Or is this the Obama administration trying to make shale gas not look like the “game-changer” everyone else says it is?
The Pittsburgh Post-Gazette reports,
The shale has shrunk.
At least according to the U.S. Energy Department, which released new reserve estimates for the Marcellus Shale on Monday that severely cut the amount of natural gas estimated to be in the rock formation.
The estimate of 141 trillion cubic feet of gas — down from the 410 trillion the agency reported last year — is the latest result of yo-yoing in reserve numbers since drillers started extracting lucrative gas and oil from the formation underneath Appalachia.
The daily rate of Marcellus production doubled in 2011, but that development yielded new data giving what the department’s Energy Information Administration says is the truer — or at least latest — indication of how much recoverable gas awaits drillers signing leases in the region.
Despite the lower estimate, gas production in the United States is still expected to grow, lessening America’s dependence on energy imports and keeping natural gas prices at profit-busting lows.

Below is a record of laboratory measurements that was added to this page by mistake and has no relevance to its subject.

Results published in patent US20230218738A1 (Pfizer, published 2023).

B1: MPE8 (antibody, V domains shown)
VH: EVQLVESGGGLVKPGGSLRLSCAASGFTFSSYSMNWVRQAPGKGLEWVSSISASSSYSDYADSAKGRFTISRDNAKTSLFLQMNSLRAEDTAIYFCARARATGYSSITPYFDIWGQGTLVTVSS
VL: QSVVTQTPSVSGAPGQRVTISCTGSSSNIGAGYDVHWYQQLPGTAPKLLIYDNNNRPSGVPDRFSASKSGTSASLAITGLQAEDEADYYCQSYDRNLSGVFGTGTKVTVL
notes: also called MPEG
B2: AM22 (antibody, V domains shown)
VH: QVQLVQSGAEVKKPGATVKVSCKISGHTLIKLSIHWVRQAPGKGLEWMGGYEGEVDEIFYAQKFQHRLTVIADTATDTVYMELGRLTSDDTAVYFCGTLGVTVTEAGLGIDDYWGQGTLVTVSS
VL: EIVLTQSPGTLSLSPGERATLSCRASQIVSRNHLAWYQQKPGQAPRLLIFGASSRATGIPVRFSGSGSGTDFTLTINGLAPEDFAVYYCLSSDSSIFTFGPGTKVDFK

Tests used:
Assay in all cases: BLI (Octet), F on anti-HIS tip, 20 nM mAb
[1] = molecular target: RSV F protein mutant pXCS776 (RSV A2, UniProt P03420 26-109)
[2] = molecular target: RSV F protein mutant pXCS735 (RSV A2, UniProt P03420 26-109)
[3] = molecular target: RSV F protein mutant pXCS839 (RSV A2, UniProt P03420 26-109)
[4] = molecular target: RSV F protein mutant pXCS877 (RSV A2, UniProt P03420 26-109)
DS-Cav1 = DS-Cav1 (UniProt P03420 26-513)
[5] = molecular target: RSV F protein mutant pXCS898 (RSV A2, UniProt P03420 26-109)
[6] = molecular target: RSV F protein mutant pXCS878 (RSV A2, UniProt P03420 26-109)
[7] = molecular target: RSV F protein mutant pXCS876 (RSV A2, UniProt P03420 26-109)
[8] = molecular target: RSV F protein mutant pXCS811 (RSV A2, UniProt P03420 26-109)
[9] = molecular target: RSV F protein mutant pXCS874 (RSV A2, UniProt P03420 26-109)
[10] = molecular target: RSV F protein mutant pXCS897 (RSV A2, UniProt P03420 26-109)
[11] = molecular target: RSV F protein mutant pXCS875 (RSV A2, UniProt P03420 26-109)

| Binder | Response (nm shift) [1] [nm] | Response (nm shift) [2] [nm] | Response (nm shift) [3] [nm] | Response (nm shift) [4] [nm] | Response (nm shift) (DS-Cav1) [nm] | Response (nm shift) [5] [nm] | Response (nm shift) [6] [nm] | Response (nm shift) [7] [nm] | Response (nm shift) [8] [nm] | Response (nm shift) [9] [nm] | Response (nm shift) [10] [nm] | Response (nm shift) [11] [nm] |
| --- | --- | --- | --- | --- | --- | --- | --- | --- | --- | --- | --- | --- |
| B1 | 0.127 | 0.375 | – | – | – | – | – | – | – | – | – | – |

Nationwide, shale gas production is expected to increase from 5 trillion cubic feet in 2010 to 13.6 trillion in 2035…
The drastic changes have led critics to say estimates are premature and as fickle as Goldilocks.
Travis Windle, spokesman for the Marcellus Shale Coalition industry group, issued the following statement:
“EIA’s preliminary report underscores the critical and growing role that American natural gas will continue to play in meeting our nation’s growing energy needs for decades to come. And while estimates ebb and flow over time, history of oil and natural gas production always trends upward thanks to new technologies and innovations that even the brightest experts today could never foresee.
“In 2003, then-Federal Reserve chairman Alan Greenspan told a Senate panel that, ‘We are not apt to return to earlier periods of relative abundance and low prices anytime soon,’ ” he said, quoting the chairman during a gas shortage in the pre-Marcellus Shale days. “To think how far we’ve come in such a short period of time,” added Mr. Windle…